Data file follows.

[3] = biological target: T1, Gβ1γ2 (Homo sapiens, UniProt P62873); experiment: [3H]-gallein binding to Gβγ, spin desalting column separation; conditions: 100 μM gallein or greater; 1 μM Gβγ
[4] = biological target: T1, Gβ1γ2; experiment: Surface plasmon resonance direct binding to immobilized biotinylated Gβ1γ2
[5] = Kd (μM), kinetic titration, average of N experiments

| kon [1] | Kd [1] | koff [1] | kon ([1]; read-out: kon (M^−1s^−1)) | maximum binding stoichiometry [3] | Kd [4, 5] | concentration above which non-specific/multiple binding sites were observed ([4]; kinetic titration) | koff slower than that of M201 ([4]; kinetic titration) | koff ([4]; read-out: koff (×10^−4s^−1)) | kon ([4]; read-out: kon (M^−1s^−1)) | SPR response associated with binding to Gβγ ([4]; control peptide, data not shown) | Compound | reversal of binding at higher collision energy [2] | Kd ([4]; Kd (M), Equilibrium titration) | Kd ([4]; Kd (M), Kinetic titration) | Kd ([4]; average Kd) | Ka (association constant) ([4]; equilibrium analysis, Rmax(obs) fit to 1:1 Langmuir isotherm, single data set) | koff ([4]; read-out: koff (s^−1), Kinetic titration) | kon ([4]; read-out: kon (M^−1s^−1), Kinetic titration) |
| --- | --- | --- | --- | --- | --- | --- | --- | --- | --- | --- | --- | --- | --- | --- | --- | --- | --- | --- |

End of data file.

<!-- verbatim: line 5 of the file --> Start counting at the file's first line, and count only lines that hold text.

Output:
| --- | --- | --- | --- | --- | --- | --- | --- | --- | --- | --- | --- | --- | --- | --- | --- | --- | --- | --- |